AppNewser Appdata 10,000 Words FishbowlNY FishbowlDC TVNewser TVSpy LostRemote AgencySpy PRNewser MediaJobsDaily UnBeige SocialTimes

Posts Tagged ‘pirates’

Antipiracy Service Targets eBooks on File Sharing Sites

The Curtis Agency and E-Reads will tackle eBook piracy as a team, making it easier for authors to find pirated material and send take-down letters.

They have enlisted the technological assistance of Muso TNT, a company that targets piracy for other media industry clients. Muso developed a system that targets popular file sharing sites like RapidShare and Megaupload.

Here’s more from the article: “Using the Muso technology, legitimate content providers authorize the antipiracy service to launch search engine ‘spiders’ to crawl over the Internet and detect unauthorized files. A significant feature is that the search criterion is by author, not by title. As the spiders locate pirated files, they store the results on a password-protected login page for review.”

Read more

Mediabistro Course

Freelancing 101 Online Boot Camp

Freelancing 101Starting April 28, this online event will show you the best way to start your freelancing career, from the first steps of self-advertising and marketing, to building your schedule and managing clients. By the end of this online boot camp you will have a plan for making a profitable career as a freelancer, and the skill set to devote yourself to it. Register now!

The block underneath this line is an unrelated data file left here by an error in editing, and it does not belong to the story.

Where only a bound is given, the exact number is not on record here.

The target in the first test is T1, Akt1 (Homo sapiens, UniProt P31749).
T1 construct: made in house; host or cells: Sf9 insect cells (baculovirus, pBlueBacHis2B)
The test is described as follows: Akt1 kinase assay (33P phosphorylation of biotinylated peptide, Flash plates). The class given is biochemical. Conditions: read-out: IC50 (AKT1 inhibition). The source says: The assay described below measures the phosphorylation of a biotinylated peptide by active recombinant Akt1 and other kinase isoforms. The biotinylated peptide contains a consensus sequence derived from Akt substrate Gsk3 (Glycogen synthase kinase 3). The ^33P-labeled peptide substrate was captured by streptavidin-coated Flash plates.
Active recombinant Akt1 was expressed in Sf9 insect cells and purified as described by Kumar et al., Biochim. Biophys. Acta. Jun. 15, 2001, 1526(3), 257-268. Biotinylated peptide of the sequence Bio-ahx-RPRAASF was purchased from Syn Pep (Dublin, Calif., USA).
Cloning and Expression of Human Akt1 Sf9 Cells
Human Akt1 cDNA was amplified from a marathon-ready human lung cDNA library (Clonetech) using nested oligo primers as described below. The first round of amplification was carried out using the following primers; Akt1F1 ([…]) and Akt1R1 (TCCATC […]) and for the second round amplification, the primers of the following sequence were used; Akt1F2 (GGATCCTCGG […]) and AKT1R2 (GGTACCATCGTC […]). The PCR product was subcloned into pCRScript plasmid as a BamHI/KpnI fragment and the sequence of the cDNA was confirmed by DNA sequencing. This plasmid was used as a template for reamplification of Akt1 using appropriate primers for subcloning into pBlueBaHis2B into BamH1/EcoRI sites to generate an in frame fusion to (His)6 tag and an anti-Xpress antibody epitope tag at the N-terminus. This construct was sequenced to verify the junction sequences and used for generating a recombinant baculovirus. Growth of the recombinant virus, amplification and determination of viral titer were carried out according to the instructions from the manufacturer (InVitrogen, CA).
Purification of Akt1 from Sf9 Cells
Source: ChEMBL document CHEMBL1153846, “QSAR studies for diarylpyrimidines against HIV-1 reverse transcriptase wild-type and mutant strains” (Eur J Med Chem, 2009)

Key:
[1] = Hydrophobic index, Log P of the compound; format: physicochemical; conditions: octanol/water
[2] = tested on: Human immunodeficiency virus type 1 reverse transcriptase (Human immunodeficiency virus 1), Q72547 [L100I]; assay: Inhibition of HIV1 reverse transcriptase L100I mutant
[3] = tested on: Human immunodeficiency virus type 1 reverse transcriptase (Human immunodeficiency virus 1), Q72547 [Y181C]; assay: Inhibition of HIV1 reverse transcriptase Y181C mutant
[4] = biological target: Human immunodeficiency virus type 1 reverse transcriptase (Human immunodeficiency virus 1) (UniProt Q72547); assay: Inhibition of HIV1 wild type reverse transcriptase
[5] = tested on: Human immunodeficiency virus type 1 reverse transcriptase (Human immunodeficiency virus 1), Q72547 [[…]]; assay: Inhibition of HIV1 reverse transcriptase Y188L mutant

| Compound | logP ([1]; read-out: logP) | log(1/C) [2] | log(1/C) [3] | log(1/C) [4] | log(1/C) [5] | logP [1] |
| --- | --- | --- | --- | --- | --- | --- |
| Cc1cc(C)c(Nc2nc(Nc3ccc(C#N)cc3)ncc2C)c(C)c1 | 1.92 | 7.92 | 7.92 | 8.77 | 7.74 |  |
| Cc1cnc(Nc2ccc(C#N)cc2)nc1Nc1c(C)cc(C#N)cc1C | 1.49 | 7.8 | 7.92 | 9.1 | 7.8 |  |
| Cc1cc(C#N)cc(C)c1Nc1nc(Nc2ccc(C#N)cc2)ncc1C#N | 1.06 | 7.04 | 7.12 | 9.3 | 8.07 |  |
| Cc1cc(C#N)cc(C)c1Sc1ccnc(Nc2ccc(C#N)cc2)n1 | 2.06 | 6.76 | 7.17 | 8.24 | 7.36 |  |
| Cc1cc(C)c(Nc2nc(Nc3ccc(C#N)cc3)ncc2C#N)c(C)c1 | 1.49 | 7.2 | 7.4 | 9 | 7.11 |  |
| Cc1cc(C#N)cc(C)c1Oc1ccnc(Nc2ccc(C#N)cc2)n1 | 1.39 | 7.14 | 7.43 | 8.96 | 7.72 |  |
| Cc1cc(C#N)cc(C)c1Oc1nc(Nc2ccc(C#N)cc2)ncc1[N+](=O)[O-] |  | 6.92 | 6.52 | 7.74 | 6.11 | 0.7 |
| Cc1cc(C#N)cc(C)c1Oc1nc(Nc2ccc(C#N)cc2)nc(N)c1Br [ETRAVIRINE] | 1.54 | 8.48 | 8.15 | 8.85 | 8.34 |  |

Survey: ‘One in Every Three People Who Download eBooks on Their Digital Readers Do So Illegally’

The High Low tackled one of the toughest questions facing publishers: “Will eBooks become the next Napster?” They quoted some surprising statistics.

Here’s more from the article: “One in every three people who download e-books on their digital readers do so illegally, according to a survey of 1,959 consumers conducted by a British law firm … Record labels notoriously lost millions thanks to Napster (which was eventually ruled illegal), and now publishers are staring down the same tunnel.”

The same survey also revealed that twenty five percent of those who admitted to illegally downloading eBooks would continue to do so in the future. Because illegally downloaded books are not physical objects, pirates tend not to classify their activities as stealing. What do you think about this dilemma?